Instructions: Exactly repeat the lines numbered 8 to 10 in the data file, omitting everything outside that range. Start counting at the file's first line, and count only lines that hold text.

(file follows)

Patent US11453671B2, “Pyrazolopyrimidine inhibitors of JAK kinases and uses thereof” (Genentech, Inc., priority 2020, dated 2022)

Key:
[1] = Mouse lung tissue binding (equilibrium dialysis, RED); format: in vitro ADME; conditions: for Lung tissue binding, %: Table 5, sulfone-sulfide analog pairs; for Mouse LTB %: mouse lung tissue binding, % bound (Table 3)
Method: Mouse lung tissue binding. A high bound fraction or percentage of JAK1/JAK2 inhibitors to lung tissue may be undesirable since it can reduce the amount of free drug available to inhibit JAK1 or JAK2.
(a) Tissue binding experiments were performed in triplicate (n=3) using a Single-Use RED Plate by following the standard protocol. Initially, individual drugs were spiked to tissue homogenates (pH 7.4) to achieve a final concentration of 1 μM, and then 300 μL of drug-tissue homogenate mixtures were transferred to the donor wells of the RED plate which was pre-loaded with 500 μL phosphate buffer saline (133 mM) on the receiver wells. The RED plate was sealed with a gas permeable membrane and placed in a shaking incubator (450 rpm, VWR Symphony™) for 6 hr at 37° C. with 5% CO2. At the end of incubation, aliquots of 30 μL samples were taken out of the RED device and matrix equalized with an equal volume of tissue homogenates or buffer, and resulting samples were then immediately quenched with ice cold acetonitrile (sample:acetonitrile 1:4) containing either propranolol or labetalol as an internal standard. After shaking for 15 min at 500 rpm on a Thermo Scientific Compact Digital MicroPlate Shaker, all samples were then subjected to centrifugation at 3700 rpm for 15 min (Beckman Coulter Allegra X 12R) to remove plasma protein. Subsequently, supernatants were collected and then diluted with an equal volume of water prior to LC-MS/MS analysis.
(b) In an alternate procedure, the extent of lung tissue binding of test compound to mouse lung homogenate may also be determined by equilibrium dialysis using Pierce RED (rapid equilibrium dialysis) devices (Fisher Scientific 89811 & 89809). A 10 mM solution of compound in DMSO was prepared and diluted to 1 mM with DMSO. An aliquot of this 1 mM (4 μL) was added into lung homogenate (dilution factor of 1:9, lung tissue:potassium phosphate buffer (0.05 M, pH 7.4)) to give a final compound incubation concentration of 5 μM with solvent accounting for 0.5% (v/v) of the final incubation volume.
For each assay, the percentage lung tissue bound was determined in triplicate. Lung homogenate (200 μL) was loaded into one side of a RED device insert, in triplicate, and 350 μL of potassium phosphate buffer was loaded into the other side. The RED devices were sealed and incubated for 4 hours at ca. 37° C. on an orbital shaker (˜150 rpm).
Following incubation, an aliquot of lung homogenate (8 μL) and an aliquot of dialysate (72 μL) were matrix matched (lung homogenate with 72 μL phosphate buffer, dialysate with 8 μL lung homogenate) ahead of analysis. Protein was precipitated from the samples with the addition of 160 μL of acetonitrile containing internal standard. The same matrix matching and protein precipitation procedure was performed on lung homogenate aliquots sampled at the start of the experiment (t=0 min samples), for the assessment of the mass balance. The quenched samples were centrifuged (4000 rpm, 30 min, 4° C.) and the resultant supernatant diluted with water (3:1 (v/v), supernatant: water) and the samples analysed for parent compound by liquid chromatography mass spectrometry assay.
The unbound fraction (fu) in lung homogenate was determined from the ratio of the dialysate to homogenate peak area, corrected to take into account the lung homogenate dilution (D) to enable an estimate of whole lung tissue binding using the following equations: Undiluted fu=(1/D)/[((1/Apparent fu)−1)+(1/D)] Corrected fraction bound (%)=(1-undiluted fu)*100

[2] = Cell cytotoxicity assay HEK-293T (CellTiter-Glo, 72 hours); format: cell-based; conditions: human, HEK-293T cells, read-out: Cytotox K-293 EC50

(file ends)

Following incubation, an aliquot of lung homogenate (8 μL) and an aliquot of dialysate (72 μL) were matrix matched (lung homogenate with 72 μL phosphate buffer, dialysate with 8 μL lung homogenate) ahead of analysis. Protein was precipitated from the samples with the addition of 160 μL of acetonitrile containing internal standard. The same matrix matching and protein precipitation procedure was performed on lung homogenate aliquots sampled at the start of the experiment (t=0 min samples), for the assessment of the mass balance. The quenched samples were centrifuged (4000 rpm, 30 min, 4° C.) and the resultant supernatant diluted with water (3:1 (v/v), supernatant: water) and the samples analysed for parent compound by liquid chromatography mass spectrometry assay.
The unbound fraction (fu) in lung homogenate was determined from the ratio of the dialysate to homogenate peak area, corrected to take into account the lung homogenate dilution (D) to enable an estimate of whole lung tissue binding using the following equations: Undiluted fu=(1/D)/[((1/Apparent fu)−1)+(1/D)] Corrected fraction bound (%)=(1-undiluted fu)*100

[2] = Cell cytotoxicity assay HEK-293T (CellTiter-Glo, 72 hours); format: cell-based; conditions: human, HEK-293T cells, read-out: Cytotox K-293 EC50